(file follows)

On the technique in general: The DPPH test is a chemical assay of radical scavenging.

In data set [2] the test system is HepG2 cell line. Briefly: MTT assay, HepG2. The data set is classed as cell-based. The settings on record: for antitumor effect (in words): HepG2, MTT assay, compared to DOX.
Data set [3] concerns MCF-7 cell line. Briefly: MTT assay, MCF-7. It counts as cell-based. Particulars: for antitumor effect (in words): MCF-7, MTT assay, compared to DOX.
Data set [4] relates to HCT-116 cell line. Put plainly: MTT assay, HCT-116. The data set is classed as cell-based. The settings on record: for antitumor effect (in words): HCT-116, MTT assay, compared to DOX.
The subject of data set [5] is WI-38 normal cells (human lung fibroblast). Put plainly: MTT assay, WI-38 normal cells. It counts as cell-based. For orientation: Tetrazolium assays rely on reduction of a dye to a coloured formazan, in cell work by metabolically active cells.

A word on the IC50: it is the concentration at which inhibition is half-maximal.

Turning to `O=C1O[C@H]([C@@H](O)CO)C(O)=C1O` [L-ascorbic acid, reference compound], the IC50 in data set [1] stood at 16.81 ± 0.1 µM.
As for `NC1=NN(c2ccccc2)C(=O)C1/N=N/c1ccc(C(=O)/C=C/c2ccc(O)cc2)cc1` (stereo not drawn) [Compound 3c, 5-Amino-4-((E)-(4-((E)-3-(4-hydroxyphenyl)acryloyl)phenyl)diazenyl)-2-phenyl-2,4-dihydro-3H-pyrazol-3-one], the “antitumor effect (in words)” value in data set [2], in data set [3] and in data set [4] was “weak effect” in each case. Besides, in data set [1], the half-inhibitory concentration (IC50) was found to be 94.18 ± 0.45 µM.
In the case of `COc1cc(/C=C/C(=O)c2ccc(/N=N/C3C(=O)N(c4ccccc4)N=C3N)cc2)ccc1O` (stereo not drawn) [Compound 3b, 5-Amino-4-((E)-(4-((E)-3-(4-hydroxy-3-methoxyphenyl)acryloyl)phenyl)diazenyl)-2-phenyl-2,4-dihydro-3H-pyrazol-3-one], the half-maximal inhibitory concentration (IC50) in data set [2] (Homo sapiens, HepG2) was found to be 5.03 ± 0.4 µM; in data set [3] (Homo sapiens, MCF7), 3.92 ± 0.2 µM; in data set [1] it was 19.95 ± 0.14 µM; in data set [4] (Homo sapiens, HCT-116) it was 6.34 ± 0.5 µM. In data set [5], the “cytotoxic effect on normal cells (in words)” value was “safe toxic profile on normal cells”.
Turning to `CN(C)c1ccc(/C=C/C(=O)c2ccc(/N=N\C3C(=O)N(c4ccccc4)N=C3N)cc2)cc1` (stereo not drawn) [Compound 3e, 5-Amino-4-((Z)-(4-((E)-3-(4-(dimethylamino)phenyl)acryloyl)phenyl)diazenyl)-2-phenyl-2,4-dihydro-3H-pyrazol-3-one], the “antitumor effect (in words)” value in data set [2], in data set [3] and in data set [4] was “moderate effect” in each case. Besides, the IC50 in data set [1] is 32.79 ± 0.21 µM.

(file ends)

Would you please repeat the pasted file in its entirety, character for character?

On the technique in general: The DPPH test is a chemical assay of radical scavenging.

In data set [2] the test system is HepG2 cell line. Briefly: MTT assay, HepG2. The data set is classed as cell-based. The settings on record: for antitumor effect (in words): HepG2, MTT assay, compared to DOX.
Data set [3] concerns MCF-7 cell line. Briefly: MTT assay, MCF-7. It counts as cell-based. Particulars: for antitumor effect (in words): MCF-7, MTT assay, compared to DOX.
Data set [4] relates to HCT-116 cell line. Put plainly: MTT assay, HCT-116. The data set is classed as cell-based. The settings on record: for antitumor effect (in words): HCT-116, MTT assay, compared to DOX.
The subject of data set [5] is WI-38 normal cells (human lung fibroblast). Put plainly: MTT assay, WI-38 normal cells. It counts as cell-based. For orientation: Tetrazolium assays rely on reduction of a dye to a coloured formazan, in cell work by metabolically active cells.

A word on the IC50: it is the concentration at which inhibition is half-maximal.

Turning to `O=C1O[C@H]([C@@H](O)CO)C(O)=C1O` [L-ascorbic acid, reference compound], the IC50 in data set [1] stood at 16.81 ± 0.1 µM.
As for `NC1=NN(c2ccccc2)C(=O)C1/N=N/c1ccc(C(=O)/C=C/c2ccc(O)cc2)cc1` (stereo not drawn) [Compound 3c, 5-Amino-4-((E)-(4-((E)-3-(4-hydroxyphenyl)acryloyl)phenyl)diazenyl)-2-phenyl-2,4-dihydro-3H-pyrazol-3-one], the “antitumor effect (in words)” value in data set [2], in data set [3] and in data set [4] was “weak effect” in each case. Besides, in data set [1], the half-inhibitory concentration (IC50) was found to be 94.18 ± 0.45 µM.
In the case of `COc1cc(/C=C/C(=O)c2ccc(/N=N/C3C(=O)N(c4ccccc4)N=C3N)cc2)ccc1O` (stereo not drawn) [Compound 3b, 5-Amino-4-((E)-(4-((E)-3-(4-hydroxy-3-methoxyphenyl)acryloyl)phenyl)diazenyl)-2-phenyl-2,4-dihydro-3H-pyrazol-3-one], the half-maximal inhibitory concentration (IC50) in data set [2] (Homo sapiens, HepG2) was found to be 5.03 ± 0.4 µM; in data set [3] (Homo sapiens, MCF7), 3.92 ± 0.2 µM; in data set [1] it was 19.95 ± 0.14 µM; in data set [4] (Homo sapiens, HCT-116) it was 6.34 ± 0.5 µM. In data set [5], the “cytotoxic effect on normal cells (in words)” value was “safe toxic profile on normal cells”.
Turning to `CN(C)c1ccc(/C=C/C(=O)c2ccc(/N=N\C3C(=O)N(c4ccccc4)N=C3N)cc2)cc1` (stereo not drawn) [Compound 3e, 5-Amino-4-((Z)-(4-((E)-3-(4-(dimethylamino)phenyl)acryloyl)phenyl)diazenyl)-2-phenyl-2,4-dihydro-3H-pyrazol-3-one], the “antitumor effect (in words)” value in data set [2], in data set [3] and in data set [4] was “moderate effect” in each case. Besides, the IC50 in data set [1] is 32.79 ± 0.21 µM.